A stapedectomy might be recommended to you if you have severe hearing loss from otosclerosis, a genetic condition that causes abnormal bone growth in the ear.

In young adults, this is the most common type of gradual hearing loss in the middle ear. While it’s believed to be a genetic condition, experts are still unsure what causes it. No matter the cause, dealing with otosclerosis can be frustrating and even frightening.

You might try taking calcium, fluoride or vitamin D supplements to slow the hearing loss, or use hearing aids to manage some hearing issues, but if those treatments don’t work, you’ll likely need a stapedectomy.

The ear, nose and throat (ENT) specialists at The Ohio State University Wexner Medical Center in Columbus, Ohio, have decades of experience performing this procedure, which can restore some of your hearing loss. Additionally, our nationally ranked Department of Otolaryngology – Head and Neck Surgery has several experts who specialize in many types of ear diseases, so you’ll be in good hands as we get you on the road to recovery.

What is a stapedectomy?

When you have otosclerosis, the abnormal bone growth you experience prevents the normal operation of your ear bones, which usually vibrate when sound is detected. Those vibrations are what allow you to hear.

A stapedectomy can be a cure for this type of hearing loss. It’s a surgery that removes the middle ear bone (the stapes bone) and replaces it with a prosthesis. Sometimes only part of the stapes is removed, and that surgery is called a stapedotomy.

How is a stapedectomy performed?

Using a microscope, your ENT surgeon will enter the ear canal and make an incision to get to the stapes bone. Then, the stapes bone will be separated from the incus bone and removed.

An artificial device made of plastic or wire will replace it. This prosthesis will then conduct the sound vibrations that the abnormal bone growth had prevented, restoring your hearing. After the eardrum is put back in place, we’ll use a piece of fatty tissue taken from behind your ear or another part of your body to seal the surgical opening.

Preparing for a stapedectomy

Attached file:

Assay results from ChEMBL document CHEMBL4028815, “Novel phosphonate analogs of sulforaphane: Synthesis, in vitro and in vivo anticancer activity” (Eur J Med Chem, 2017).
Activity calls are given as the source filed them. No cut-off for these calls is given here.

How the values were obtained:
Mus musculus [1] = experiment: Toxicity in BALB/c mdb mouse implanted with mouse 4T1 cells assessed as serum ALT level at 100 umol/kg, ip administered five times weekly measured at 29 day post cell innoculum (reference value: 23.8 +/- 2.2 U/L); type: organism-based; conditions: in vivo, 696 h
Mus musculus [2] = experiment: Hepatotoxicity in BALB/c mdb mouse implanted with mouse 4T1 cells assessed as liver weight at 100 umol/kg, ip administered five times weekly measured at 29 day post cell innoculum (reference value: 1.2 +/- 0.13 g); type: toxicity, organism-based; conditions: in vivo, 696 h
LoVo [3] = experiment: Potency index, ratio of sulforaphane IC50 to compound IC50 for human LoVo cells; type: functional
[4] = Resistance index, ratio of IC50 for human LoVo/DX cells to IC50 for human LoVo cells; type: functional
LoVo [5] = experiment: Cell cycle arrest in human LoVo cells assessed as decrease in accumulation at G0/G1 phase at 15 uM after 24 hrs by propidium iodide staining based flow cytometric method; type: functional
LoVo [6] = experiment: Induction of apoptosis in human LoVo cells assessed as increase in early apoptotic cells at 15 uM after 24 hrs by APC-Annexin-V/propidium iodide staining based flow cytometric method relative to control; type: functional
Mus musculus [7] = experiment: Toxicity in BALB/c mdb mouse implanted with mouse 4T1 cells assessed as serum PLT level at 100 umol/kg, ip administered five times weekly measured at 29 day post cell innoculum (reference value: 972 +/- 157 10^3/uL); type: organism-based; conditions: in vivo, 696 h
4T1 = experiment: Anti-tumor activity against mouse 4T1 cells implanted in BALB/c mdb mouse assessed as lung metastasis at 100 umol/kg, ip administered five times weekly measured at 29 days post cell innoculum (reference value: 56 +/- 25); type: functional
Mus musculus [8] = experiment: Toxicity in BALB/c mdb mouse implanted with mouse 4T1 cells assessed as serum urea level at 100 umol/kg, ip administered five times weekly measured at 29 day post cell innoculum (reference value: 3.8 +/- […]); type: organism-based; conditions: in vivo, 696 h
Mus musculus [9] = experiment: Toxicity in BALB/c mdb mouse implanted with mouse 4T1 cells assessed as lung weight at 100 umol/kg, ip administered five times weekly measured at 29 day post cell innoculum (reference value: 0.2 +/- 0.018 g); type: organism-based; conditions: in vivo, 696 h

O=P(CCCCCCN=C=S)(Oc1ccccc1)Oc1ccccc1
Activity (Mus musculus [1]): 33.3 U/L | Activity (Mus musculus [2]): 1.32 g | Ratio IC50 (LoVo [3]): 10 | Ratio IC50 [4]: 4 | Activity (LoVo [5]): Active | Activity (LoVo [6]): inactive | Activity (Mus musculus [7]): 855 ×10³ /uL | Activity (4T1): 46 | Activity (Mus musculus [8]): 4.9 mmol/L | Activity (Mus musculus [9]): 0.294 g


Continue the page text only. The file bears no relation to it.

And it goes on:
Candidates for a stapedectomy often have significant hearing loss due to otosclerosis. Your doctor will perform a full examination of your ear and work with an audiologist, who will conduct hearing tests to determine if a stapedectomy is the proper treatment for your hearing loss.

If you proceed with the surgery, it’s important to remember that you’ll be under general anesthesia, so you’ll need to refrain from eating the night before and arrange to have a ride to and from surgery. You also might be put on an antibiotic to prevent infection.

What to expect during a stapedectomy

General anesthetic will be used, so you won’t feel pain during the surgery. A stapedectomy typically lasts an hour or two, and you’ll be able to go home the same day.

Stapedectomy recovery

You may experience mild discomfort at or near the incision site following the surgery. This should be able to be managed by over-the-counter pain medications, like ibuprofen and acetaminophen. Your ear might feel full or stuffy.

Tips to improve your recovery include:

  • Keep your ears dry for a few weeks by avoiding swimming and using a cotton ball covered in Vaseline to block the ear canal while showering.
  • Avoid airplane travel for at least three weeks, as the change in air pressure could dislodge the prosthesis before the ear has had a chance to heal.
  • Use antibiotic eardrops as prescribed by your doctor.
  • Don’t use earbuds until your ear has healed.

You should expect to take it easy for one to two weeks following a stapedectomy, because if you return to normal activities too early, you could damage the ear. A full recovery generally takes six weeks.

Your hearing might be restored right away, but for many people, the hearing begins to return about a week after surgery when the ear has healed. Improvements can continue for several months following a stapedectomy, and these are usually permanent.

Risks of a stapedectomy

The biggest risk of a stapedectomy is that it fails to improve your hearing. However, 80% to 90% of people who undergo the procedure experience some restoration of their hearing, and this percentage is even higher with experienced otologic surgeons like those here at the Ohio State Wexner Medical Center.

Other complications are rare and include:

  • Taste alteration
  • Dizziness or vertigo
  • Tinnitus
  • Facial paralysis
  • Further hearing loss
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